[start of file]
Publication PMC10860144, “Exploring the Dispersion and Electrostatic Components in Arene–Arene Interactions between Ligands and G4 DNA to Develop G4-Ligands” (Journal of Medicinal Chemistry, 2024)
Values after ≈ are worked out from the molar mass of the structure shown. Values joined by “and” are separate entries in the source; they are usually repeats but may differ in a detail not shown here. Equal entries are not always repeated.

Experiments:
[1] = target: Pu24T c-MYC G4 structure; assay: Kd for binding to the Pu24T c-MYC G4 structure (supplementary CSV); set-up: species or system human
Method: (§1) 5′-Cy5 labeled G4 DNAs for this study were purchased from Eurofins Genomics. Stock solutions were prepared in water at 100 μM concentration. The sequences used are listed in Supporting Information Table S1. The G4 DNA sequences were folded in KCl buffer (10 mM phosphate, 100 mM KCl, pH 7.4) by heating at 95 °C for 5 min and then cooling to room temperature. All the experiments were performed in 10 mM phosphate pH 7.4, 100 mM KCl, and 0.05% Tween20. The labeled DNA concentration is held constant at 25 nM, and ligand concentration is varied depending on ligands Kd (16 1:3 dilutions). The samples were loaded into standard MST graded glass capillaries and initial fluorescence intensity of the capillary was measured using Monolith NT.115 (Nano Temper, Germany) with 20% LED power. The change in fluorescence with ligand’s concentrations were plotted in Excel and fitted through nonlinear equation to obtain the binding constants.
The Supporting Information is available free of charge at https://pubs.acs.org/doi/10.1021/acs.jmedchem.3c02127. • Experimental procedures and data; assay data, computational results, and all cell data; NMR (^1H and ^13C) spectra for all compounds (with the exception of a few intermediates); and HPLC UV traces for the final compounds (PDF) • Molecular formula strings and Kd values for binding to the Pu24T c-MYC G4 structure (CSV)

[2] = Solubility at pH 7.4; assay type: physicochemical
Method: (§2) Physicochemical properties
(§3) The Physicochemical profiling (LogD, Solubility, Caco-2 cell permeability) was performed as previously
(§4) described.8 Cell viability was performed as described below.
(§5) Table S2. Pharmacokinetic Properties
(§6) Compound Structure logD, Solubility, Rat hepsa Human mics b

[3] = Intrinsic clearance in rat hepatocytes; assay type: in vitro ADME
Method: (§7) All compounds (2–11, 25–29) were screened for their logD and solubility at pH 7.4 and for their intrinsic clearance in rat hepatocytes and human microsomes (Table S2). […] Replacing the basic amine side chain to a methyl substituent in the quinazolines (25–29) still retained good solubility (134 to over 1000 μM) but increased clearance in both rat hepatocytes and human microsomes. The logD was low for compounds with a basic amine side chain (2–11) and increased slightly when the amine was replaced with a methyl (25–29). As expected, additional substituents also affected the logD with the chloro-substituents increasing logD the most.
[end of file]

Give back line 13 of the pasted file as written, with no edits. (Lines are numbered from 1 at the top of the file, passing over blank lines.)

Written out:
[3] = Intrinsic clearance in rat hepatocytes; assay type: in vitro ADME